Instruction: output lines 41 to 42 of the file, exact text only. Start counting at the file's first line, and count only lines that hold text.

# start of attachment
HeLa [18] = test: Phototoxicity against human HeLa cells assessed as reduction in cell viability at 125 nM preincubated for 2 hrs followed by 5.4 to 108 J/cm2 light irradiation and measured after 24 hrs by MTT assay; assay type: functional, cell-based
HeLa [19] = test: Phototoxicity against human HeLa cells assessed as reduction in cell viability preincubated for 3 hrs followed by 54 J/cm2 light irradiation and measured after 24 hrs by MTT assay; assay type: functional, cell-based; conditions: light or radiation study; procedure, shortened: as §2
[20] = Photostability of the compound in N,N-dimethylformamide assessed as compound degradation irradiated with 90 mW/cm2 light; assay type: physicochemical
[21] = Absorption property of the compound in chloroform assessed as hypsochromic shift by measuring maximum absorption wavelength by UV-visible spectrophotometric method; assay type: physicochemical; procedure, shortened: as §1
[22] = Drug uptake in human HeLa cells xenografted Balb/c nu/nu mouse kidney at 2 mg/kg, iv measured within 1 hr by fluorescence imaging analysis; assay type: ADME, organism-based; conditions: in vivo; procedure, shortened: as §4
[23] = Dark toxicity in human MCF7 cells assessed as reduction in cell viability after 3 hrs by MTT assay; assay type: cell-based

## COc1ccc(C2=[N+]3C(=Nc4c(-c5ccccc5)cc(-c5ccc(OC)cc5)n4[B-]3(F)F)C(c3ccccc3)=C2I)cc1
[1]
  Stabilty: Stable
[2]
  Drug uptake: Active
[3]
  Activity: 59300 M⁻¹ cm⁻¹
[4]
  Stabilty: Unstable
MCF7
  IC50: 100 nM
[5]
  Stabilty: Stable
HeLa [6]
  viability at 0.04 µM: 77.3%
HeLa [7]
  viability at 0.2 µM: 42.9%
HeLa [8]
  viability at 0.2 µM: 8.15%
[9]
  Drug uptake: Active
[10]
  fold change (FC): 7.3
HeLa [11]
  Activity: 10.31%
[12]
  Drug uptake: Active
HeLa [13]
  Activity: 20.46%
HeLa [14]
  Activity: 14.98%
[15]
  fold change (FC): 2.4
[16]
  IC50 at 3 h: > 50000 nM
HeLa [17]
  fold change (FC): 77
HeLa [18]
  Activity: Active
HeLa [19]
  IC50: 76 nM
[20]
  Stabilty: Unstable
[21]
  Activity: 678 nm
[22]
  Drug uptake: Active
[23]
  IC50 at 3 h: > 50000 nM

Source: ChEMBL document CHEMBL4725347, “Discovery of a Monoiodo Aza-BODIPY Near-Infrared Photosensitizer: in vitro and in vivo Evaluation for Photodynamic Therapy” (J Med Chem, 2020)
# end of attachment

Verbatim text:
  IC50 at 3 h: > 50000 nM
HeLa [17]